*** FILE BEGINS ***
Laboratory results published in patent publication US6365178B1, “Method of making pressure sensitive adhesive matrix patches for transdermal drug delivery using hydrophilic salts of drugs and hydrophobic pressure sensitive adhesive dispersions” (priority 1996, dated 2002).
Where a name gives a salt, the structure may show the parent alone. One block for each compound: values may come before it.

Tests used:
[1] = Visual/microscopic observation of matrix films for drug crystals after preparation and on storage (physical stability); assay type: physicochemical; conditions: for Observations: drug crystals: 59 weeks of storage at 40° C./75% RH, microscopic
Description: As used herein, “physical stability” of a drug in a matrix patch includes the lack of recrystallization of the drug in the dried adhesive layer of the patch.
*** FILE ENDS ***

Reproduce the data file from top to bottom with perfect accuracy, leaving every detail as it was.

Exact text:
Laboratory results published in patent publication US6365178B1, “Method of making pressure sensitive adhesive matrix patches for transdermal drug delivery using hydrophilic salts of drugs and hydrophobic pressure sensitive adhesive dispersions” (priority 1996, dated 2002).
Where a name gives a salt, the structure may show the parent alone. One block for each compound: values may come before it.

Tests used:
[1] = Visual/microscopic observation of matrix films for drug crystals after preparation and on storage (physical stability); assay type: physicochemical; conditions: for Observations: drug crystals: 59 weeks of storage at 40° C./75% RH, microscopic
Description: As used herein, “physical stability” of a drug in a matrix patch includes the lack of recrystallization of the drug in the dried adhesive layer of the patch.